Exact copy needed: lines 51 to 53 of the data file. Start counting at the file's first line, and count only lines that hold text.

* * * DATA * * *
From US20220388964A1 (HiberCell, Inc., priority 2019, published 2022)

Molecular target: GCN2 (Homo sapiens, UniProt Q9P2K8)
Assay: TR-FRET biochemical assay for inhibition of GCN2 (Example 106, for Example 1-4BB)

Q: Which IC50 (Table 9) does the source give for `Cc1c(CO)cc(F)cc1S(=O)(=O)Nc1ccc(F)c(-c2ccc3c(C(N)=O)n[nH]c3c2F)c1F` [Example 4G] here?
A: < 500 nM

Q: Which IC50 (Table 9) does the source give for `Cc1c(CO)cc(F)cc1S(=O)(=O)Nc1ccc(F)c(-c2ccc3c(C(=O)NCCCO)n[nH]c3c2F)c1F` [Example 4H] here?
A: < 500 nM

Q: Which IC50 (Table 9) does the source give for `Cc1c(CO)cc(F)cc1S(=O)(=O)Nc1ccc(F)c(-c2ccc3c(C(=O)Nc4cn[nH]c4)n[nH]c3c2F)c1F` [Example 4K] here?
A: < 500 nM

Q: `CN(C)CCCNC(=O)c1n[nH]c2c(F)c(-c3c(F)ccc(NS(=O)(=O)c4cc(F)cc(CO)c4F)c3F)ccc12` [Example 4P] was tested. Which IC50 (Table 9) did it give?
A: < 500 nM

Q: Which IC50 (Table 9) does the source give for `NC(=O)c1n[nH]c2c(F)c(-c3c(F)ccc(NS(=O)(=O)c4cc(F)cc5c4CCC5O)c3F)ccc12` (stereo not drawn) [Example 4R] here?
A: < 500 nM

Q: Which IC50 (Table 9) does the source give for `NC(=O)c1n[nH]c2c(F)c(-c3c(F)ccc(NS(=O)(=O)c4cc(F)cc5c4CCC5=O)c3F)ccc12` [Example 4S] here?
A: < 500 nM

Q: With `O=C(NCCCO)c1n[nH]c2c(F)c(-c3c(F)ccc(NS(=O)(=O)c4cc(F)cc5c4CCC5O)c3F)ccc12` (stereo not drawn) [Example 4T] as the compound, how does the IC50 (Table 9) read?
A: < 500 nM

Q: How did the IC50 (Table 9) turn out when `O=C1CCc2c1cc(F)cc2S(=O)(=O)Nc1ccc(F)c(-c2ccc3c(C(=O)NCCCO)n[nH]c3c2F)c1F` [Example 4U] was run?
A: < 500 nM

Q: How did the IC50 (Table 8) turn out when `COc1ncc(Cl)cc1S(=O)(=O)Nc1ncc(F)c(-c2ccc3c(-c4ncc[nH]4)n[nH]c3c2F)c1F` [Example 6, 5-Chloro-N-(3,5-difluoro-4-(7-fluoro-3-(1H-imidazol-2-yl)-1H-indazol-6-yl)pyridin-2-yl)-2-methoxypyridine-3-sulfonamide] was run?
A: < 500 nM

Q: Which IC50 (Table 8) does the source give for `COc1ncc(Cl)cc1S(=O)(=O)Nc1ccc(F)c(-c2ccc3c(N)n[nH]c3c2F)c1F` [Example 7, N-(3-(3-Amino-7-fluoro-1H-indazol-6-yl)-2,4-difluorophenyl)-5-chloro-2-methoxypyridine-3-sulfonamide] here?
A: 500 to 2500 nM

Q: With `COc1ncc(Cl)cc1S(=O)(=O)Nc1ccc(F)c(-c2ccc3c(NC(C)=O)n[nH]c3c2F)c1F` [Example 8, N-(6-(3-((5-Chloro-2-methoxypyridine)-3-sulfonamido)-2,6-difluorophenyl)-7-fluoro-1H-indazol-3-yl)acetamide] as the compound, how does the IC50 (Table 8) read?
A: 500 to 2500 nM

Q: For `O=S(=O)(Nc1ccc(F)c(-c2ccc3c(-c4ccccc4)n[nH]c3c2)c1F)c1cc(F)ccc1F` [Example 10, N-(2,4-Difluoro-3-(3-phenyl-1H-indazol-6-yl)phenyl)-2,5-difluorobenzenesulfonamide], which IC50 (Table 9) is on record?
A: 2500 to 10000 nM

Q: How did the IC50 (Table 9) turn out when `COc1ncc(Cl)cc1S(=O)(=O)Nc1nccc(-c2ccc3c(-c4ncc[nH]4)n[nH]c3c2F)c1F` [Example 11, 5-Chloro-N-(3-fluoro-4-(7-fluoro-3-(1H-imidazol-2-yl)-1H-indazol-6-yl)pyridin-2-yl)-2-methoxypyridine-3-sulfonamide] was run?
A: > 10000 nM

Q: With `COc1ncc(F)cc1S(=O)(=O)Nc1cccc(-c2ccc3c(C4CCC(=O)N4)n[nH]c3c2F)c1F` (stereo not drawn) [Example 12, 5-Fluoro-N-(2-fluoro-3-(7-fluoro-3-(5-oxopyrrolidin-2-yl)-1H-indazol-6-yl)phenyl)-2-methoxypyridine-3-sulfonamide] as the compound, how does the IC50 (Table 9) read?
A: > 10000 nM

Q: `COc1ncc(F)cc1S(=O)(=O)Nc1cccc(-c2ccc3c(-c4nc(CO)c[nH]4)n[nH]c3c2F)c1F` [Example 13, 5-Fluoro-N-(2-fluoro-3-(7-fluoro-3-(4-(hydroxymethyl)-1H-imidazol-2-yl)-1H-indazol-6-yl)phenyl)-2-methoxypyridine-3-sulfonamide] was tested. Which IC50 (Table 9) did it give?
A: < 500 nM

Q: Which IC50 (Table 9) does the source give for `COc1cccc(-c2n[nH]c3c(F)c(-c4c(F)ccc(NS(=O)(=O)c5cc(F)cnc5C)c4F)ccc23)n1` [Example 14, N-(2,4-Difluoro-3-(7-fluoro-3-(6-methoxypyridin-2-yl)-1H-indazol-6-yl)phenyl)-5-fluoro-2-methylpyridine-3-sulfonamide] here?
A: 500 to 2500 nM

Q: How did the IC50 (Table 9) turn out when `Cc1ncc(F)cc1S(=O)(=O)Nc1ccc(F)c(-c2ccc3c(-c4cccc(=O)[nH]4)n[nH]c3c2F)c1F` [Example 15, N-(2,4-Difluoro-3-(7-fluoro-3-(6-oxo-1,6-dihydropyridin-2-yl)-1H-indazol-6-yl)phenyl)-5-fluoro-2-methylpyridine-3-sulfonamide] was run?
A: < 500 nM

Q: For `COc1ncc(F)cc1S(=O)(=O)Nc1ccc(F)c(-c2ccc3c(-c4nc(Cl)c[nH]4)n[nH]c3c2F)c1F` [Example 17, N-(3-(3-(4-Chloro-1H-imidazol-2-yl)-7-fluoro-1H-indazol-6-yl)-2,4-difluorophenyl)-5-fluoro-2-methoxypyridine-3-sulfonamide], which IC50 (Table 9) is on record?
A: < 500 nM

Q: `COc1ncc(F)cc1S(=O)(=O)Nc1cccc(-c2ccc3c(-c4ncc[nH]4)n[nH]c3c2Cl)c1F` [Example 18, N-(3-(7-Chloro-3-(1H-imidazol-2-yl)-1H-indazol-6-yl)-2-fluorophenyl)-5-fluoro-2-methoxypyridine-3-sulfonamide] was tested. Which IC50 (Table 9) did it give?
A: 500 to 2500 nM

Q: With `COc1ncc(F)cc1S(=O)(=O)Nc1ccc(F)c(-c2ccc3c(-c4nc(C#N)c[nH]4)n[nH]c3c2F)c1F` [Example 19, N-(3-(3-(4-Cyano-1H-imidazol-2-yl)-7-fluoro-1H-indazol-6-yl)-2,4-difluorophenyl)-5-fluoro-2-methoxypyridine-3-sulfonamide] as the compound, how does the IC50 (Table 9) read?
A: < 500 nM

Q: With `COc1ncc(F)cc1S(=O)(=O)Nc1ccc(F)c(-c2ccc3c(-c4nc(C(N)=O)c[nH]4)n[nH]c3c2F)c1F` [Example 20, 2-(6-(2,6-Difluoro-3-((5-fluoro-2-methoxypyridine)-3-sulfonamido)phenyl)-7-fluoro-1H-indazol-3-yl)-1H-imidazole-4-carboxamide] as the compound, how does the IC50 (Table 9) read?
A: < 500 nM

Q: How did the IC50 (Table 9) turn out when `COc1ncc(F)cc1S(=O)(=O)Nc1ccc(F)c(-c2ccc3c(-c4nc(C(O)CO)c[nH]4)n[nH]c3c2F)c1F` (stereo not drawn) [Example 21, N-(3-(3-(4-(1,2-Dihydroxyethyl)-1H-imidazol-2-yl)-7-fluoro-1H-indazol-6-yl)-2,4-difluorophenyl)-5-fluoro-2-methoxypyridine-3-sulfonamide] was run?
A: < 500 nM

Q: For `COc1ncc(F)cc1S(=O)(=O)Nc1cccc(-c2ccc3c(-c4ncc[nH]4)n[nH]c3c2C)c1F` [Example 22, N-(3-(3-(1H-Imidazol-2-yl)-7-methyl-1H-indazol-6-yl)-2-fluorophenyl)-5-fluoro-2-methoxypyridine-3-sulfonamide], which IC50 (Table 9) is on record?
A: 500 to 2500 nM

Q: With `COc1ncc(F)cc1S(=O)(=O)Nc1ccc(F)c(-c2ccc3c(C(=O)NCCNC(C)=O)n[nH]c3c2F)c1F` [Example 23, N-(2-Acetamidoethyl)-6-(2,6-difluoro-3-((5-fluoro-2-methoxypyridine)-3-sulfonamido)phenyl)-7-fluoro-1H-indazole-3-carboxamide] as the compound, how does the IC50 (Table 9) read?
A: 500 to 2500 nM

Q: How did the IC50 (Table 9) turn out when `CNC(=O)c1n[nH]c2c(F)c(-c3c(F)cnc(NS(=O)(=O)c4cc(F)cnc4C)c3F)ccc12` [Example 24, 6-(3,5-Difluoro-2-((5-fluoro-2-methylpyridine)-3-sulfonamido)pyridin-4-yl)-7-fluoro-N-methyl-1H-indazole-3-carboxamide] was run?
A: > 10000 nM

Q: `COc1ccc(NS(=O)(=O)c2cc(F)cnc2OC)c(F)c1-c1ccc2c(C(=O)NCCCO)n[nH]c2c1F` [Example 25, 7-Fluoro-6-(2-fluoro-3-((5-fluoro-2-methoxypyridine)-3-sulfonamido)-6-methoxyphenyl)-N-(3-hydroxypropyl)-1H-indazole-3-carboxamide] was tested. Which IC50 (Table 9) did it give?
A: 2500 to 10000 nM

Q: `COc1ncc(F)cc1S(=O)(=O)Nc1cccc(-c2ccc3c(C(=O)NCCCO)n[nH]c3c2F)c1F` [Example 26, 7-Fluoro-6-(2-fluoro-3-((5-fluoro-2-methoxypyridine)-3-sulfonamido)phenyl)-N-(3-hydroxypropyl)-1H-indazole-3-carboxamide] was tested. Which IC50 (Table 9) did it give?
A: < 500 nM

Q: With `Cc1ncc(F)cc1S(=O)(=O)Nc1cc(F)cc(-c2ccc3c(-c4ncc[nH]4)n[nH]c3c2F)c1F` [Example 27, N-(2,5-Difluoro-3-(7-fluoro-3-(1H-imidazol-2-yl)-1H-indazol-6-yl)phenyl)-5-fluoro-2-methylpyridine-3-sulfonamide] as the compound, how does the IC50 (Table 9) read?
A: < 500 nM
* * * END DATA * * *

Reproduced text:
A: 500 to 2500 nM

Q: How did the IC50 (Table 9) turn out when `CNC(=O)c1n[nH]c2c(F)c(-c3c(F)cnc(NS(=O)(=O)c4cc(F)cnc4C)c3F)ccc12` [Example 24, 6-(3,5-Difluoro-2-((5-fluoro-2-methylpyridine)-3-sulfonamido)pyridin-4-yl)-7-fluoro-N-methyl-1H-indazole-3-carboxamide] was run?
A: > 10000 nM